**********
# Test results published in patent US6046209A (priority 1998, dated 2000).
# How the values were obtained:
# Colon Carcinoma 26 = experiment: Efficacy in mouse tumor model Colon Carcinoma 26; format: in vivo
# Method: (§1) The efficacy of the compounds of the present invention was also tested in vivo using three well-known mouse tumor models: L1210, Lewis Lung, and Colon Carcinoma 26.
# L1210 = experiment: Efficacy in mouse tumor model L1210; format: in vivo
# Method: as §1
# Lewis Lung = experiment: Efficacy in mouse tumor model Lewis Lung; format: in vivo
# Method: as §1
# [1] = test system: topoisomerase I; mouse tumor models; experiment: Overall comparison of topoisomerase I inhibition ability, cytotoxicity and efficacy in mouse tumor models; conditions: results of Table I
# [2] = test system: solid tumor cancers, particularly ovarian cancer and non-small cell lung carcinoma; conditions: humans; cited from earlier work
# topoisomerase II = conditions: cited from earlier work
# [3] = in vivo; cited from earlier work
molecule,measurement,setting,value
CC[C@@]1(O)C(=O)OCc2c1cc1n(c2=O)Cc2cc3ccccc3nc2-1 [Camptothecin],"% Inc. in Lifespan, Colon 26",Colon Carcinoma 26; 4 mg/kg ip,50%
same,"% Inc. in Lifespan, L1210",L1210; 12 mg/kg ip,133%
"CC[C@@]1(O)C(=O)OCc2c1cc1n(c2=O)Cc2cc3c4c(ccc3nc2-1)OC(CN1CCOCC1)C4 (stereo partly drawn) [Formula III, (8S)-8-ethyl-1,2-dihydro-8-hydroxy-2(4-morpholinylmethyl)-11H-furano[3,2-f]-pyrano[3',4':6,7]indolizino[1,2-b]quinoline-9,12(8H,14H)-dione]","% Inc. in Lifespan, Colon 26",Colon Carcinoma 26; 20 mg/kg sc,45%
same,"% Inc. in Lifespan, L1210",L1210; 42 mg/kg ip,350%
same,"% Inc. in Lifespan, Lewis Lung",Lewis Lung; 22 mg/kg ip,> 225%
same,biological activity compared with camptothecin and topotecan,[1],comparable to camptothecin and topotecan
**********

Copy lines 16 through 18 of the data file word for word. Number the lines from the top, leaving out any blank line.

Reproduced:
"CC[C@@]1(O)C(=O)OCc2c1cc1n(c2=O)Cc2cc3c4c(ccc3nc2-1)OC(CN1CCOCC1)C4 (stereo partly drawn) [Formula III, (8S)-8-ethyl-1,2-dihydro-8-hydroxy-2(4-morpholinylmethyl)-11H-furano[3,2-f]-pyrano[3',4':6,7]indolizino[1,2-b]quinoline-9,12(8H,14H)-dione]","% Inc. in Lifespan, Colon 26",Colon Carcinoma 26; 20 mg/kg sc,45%
same,"% Inc. in Lifespan, L1210",L1210; 42 mg/kg ip,350%
same,"% Inc. in Lifespan, Lewis Lung",Lewis Lung; 22 mg/kg ip,> 225%